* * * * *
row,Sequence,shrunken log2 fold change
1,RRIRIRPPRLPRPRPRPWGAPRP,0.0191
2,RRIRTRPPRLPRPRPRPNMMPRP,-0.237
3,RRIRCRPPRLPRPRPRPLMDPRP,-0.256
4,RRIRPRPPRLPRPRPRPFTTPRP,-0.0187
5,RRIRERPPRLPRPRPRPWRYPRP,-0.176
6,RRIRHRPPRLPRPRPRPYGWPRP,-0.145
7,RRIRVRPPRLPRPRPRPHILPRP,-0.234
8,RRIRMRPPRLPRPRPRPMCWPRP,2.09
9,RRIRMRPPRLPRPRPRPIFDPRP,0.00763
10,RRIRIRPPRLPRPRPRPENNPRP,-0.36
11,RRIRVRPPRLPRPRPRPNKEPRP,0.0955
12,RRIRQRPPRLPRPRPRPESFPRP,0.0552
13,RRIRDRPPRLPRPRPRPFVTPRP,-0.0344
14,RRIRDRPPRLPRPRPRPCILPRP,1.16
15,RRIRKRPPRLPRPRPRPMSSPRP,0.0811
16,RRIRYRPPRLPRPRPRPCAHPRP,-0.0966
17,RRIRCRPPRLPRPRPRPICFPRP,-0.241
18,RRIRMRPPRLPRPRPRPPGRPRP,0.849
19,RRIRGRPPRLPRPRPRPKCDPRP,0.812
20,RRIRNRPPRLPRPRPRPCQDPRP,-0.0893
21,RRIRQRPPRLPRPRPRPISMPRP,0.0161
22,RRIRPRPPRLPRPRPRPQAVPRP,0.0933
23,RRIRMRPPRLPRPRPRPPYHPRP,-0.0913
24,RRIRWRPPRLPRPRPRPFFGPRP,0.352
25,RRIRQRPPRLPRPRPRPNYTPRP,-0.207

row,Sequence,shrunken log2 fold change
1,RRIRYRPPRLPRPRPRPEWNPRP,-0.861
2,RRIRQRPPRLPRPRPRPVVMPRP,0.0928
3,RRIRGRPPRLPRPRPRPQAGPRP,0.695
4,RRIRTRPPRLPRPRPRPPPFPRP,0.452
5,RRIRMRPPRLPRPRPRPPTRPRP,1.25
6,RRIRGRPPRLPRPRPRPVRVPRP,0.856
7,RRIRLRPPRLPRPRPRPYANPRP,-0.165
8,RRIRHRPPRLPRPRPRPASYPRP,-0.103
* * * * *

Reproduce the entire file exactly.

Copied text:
row,Sequence,shrunken log2 fold change
1,RRIRIRPPRLPRPRPRPWGAPRP,0.0191
2,RRIRTRPPRLPRPRPRPNMMPRP,-0.237
3,RRIRCRPPRLPRPRPRPLMDPRP,-0.256
4,RRIRPRPPRLPRPRPRPFTTPRP,-0.0187
5,RRIRERPPRLPRPRPRPWRYPRP,-0.176
6,RRIRHRPPRLPRPRPRPYGWPRP,-0.145
7,RRIRVRPPRLPRPRPRPHILPRP,-0.234
8,RRIRMRPPRLPRPRPRPMCWPRP,2.09
9,RRIRMRPPRLPRPRPRPIFDPRP,0.00763
10,RRIRIRPPRLPRPRPRPENNPRP,-0.36
11,RRIRVRPPRLPRPRPRPNKEPRP,0.0955
12,RRIRQRPPRLPRPRPRPESFPRP,0.0552
13,RRIRDRPPRLPRPRPRPFVTPRP,-0.0344
14,RRIRDRPPRLPRPRPRPCILPRP,1.16
15,RRIRKRPPRLPRPRPRPMSSPRP,0.0811
16,RRIRYRPPRLPRPRPRPCAHPRP,-0.0966
17,RRIRCRPPRLPRPRPRPICFPRP,-0.241
18,RRIRMRPPRLPRPRPRPPGRPRP,0.849
19,RRIRGRPPRLPRPRPRPKCDPRP,0.812
20,RRIRNRPPRLPRPRPRPCQDPRP,-0.0893
21,RRIRQRPPRLPRPRPRPISMPRP,0.0161
22,RRIRPRPPRLPRPRPRPQAVPRP,0.0933
23,RRIRMRPPRLPRPRPRPPYHPRP,-0.0913
24,RRIRWRPPRLPRPRPRPFFGPRP,0.352
25,RRIRQRPPRLPRPRPRPNYTPRP,-0.207

row,Sequence,shrunken log2 fold change
1,RRIRYRPPRLPRPRPRPEWNPRP,-0.861
2,RRIRQRPPRLPRPRPRPVVMPRP,0.0928
3,RRIRGRPPRLPRPRPRPQAGPRP,0.695
4,RRIRTRPPRLPRPRPRPPPFPRP,0.452
5,RRIRMRPPRLPRPRPRPPTRPRP,1.25
6,RRIRGRPPRLPRPRPRPVRVPRP,0.856
7,RRIRLRPPRLPRPRPRPYANPRP,-0.165
8,RRIRHRPPRLPRPRPRPASYPRP,-0.103